DETROIT - Three crucial product launches in the next several months are expected to put Ford Motor Co.'s promised product revival to the test.
The three programs to watch closely are:
1. The new 2007 Ford Edge and Lincoln MKX crossovers. Both vehicles should reach showrooms in November.
2. The re-engineered and restyled 2007 Ford Expedition and Lincoln Navigator. Both should be in showrooms in September. Extended-length models will be added for both brands. The Expedition EL is a true Chevrolet Suburban competitor.
3. The redesigned 2008 F-series Super Duty. Sales are expected to begin in the first quarter of 2007.
"All launches are very important. But Edge is going to be very important for the Ford franchise, and MKX is going to be very important for the Lincoln brand," says Cisco Codina, Ford's group vice president of North American marketing, sales and service. "Both are in a really great segment, the crossover segment."
Even as Ford loses buyers in the mid-sized and large-SUV segments, the Edge gives the company a good chance to keep those people as Ford owners, Codina says. The aim is to begin to reduce the automaker's decline in market share.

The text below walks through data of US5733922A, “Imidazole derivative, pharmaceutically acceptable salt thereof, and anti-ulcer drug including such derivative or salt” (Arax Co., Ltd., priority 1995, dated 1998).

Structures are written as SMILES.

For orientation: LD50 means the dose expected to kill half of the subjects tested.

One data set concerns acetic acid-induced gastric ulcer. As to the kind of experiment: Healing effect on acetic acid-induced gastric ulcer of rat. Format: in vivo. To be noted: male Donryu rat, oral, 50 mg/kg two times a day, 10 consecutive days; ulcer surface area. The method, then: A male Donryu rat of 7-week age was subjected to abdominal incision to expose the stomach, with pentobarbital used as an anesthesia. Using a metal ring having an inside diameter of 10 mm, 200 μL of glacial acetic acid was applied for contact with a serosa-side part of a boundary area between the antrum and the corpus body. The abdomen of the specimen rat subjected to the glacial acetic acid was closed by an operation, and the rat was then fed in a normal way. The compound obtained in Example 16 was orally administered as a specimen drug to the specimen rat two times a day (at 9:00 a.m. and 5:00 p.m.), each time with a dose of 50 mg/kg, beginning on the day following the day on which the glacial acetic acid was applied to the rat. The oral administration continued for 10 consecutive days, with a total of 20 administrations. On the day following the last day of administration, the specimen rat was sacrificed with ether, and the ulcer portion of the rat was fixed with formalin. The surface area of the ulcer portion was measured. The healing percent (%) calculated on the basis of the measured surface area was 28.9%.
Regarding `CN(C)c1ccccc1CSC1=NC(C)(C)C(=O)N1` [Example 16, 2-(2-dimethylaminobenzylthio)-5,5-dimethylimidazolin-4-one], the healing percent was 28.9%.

Codina says Ford is aiming for 120,000 units a year for the Edge, which features the automaker's new 265-hp, 3.5-liter V-6 engine and all-wheel drive. He would not disclose a volume target for MKX.
The 2007 Expedition is another big-ticket investment for Ford. But the automaker will be challenged to keep the introduction from being a repeat of the 2006 Ford Explorer, which landed on the market with a thud despite significant upgrades. Rising gasoline prices were largely to blame.
Ford marketers have acknowledged that sales of the 2007 Expedition are likely to fall below past volumes as customers continue to flee large SUVs. But with the new extended-length versions, Codina says, Ford is aiming to increase its segment share.
Ford says the 2007 Expedition will have a starting price of less than $30,000.
With the F-series pickup being Ford's most important source of automotive profits, the success of the next-generation Super Duty is essential to the company's turnaround. The 2008 Super Duty is readying for its launch as sales of full-sized pickups start to tail off and as the re-engineered 2007 Chevrolet Silverado and redesigned Toyota Tundra pickups are prepared.
But the 2008 Super Duty will have one potentially powerful new weapon: a 6.4-liter diesel engine to replace a 6.0-liter version that had become known for quality problems.
You may e-mail Amy Wilson at [email protected]